Finishing teak will be discussed next after the applications of Ship N Shore.

First the sealing coats must be dry. This is easily detected with the palm of the hand touching the wood surface. If the first impression is a coolness to the touch then it can go another day of drying. The assumption is that the dryers are below the surface, evaporating, and cooling the surface. With has much as I apply and soak in upfront several days may be afforded as hurrying up with the first coat of oil simply keeps the oil from curing as fast as it might go. It would seem that the more time up front for curing those first penetrating coats, the faster the next  coats of oil will really be dry the next day. If the oil is cool at the surface just adding another coat in a hurry will disturb the surface below leaving a rough feeling the next day and yet you had sanded it the day before.

That First Coat of Oil:



Table arrived this morning,we set it up last night and it looks beautiful! It’s the perfect fit!
It actually fits better than we expected,and my wife is really happy with it. Thank you! You did a beautiful job!
The checks in the mail,(where have I heard that before?)
I took photos this morning and ill send them from my phone
Thanks again!


Hey Mike,

I want to thank you for doing a perfect job on the companionway doors; they fit like a glove, look like they are original doors on the boat–except that the finish you put on them is so clean and shiny that it makes all my other teak look tired and due for an update.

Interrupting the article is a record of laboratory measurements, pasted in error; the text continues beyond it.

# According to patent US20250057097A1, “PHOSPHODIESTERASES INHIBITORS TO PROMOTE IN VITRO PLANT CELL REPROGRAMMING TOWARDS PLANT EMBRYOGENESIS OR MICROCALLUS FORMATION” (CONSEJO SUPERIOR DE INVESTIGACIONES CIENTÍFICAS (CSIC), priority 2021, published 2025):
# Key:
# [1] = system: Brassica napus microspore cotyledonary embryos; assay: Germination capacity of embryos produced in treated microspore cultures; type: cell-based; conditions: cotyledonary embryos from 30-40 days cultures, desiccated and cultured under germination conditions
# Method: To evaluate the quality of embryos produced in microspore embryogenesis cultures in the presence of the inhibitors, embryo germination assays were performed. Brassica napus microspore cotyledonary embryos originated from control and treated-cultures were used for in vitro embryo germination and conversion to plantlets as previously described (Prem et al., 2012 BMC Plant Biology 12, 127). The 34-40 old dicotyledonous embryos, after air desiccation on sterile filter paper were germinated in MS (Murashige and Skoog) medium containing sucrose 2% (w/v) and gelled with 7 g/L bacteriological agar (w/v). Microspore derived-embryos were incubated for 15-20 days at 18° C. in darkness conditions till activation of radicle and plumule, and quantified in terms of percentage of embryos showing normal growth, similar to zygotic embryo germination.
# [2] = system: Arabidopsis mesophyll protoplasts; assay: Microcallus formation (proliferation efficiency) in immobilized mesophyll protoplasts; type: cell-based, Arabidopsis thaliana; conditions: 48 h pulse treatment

From start to finish, the project took just over an hour; it helped that you included both the square screwdriver bit and the drill bit as well, as well as everything else we needed. The installation was simple, straightforward, and I couldn’t be more pleased.

There weren’t many people on the dock on a weekday, but to a person, everyone who saw the doors marveled at how great they look. The quote of the morning, however, was “world-class,” and he was right on the money.

Again, thanks for such a superb job; I’ll be proud of these doors everytime I set foot on the boat.




Yesterday one of my very astute repeat customers found this picture of a Beneteau 36.7 and passed it on to me. He had ordered a set of teak doors from Cruising Concepts for his former Catalina and was very happy with them. He has just bought a new Beneteau 36.7 and wanted a new set of doors made of Starboard. So taken with the good looks as he proclaimed in the picture he found he called immediately.


While companionway doors are not a substitution for the drop boards, it is important to pick a robust design. We offer both teak and plastic, Starboard, doors. Teak is the strongest hands down over the plastic as the plastic yields under very little force. That is why we use a 3/4 by 1 3/4 weather fascia overlapping the center between the two doors. This gives a very thick 1 1/2 inch cross section as compared to other doors that may have a 3/8 lip which neither provides suitable strength under a direct blow even with internal reinforcement nor proper resistance to water intrusion.  These doors made with a 7/8 inch overlap and 1 1/2 cross section are intended for every day live aboard use as opposed to doors intended just for day use. In addition doors may be made as bifold to one side. A stainless piano hinge is used in the center and the entire assembly folds to either port or starboard. This is very convenient to lift off and carry in one hand without the two halves sliding opposite each other and out of your hands.